Rembrandt painted Portrait of Marten Looten in 1632, in his mid-20s, shortly after setting himself up as a professional portraitist in Amsterdam. The painting is notable for its introduction of a new, dynamic approach to portraiture in which the subject interacts with the viewer. In the painting, Looten (1585–1649), a prosperous Mennonite grain merchant, appears to be interrupted from reading a document, glancing up with his lips parted as if turning to address a visitor. Rembrandt positioned his arms and clothing (a beaver hat and black cloak, in the conservative Mennonite style) to enhance the impression of Looten’s three-dimensional form.
Southern California is home to more than a dozen Rembrandt paintings, the largest concentration in the U.S. outside New York and Washington, D.C. A 2008 online initiative involving the Getty, LACMA, the Hammer Museum, the Norton Simon Museum, and the Timken Museum of Art in San Diego highlighted 14 paintings by Rembrandt in SoCal collections, including Portrait of Marten Looten, which in 1938 became the first Rembrandt to be purchased by a Southern Californian—J.P. Getty. Getty gifted the painting to LACMA before establishing his namesake museum in the 1970s, and it has remained in LACMA’s collection ever since.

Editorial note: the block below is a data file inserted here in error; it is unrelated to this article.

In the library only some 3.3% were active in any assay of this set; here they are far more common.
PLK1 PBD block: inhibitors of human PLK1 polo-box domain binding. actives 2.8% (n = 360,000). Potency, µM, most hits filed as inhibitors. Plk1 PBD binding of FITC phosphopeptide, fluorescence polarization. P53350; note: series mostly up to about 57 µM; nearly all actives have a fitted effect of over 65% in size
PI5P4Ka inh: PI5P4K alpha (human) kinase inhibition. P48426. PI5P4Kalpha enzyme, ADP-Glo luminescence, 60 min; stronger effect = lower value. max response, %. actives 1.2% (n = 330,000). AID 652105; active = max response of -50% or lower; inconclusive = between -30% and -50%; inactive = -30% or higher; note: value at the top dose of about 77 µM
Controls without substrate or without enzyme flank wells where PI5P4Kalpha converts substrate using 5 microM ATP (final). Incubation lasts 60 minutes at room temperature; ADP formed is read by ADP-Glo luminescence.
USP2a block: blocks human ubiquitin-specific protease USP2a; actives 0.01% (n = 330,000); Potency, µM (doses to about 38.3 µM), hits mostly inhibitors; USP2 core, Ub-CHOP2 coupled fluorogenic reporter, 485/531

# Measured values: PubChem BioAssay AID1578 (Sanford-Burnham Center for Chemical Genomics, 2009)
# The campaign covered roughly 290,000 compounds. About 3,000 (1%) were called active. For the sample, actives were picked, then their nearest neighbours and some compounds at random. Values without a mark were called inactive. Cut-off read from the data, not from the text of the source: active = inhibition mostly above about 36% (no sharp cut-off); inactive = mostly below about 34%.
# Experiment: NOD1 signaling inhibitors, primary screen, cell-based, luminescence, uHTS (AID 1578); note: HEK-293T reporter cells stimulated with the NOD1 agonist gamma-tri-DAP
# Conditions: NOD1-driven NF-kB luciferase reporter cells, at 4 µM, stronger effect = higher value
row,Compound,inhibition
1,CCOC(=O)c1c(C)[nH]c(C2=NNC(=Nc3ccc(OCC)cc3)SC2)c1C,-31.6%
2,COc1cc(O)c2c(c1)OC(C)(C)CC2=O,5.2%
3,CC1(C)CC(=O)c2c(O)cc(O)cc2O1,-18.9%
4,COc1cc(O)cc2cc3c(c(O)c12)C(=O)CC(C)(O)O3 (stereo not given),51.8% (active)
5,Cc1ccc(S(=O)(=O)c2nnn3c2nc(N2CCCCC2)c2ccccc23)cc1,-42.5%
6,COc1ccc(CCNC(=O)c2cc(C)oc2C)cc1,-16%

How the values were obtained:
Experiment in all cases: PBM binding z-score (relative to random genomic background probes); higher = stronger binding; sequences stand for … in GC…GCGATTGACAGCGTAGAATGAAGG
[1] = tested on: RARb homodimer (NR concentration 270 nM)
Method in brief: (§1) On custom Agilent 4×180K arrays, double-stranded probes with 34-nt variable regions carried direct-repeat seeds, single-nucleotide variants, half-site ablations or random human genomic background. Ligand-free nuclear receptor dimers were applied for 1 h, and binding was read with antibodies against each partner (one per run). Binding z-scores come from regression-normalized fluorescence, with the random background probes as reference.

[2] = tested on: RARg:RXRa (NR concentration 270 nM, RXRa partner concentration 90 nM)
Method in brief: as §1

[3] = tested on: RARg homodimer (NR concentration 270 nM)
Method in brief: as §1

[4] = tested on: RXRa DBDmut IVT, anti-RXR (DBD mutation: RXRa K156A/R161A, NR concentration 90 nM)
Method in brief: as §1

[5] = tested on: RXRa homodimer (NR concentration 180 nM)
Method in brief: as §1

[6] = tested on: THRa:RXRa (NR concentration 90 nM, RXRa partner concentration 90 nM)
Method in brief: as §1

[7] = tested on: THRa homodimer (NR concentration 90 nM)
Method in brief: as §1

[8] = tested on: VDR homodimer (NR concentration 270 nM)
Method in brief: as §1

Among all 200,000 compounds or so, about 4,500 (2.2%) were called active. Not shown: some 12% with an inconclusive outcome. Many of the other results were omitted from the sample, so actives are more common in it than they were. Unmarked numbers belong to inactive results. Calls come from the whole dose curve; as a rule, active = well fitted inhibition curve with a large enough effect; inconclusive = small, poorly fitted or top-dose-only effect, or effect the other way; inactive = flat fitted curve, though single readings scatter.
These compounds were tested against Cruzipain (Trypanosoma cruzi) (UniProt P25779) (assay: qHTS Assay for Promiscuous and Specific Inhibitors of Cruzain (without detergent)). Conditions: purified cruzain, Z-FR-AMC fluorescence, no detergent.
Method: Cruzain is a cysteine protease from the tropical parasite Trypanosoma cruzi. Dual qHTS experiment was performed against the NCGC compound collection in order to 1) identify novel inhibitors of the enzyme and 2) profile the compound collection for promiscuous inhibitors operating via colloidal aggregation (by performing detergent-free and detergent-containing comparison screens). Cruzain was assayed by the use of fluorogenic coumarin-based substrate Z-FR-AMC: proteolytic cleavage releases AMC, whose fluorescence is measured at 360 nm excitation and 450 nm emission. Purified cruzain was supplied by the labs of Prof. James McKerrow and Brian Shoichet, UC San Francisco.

Visit Portrait of Marten Looten on the Level 3 of the Ahmanson Building.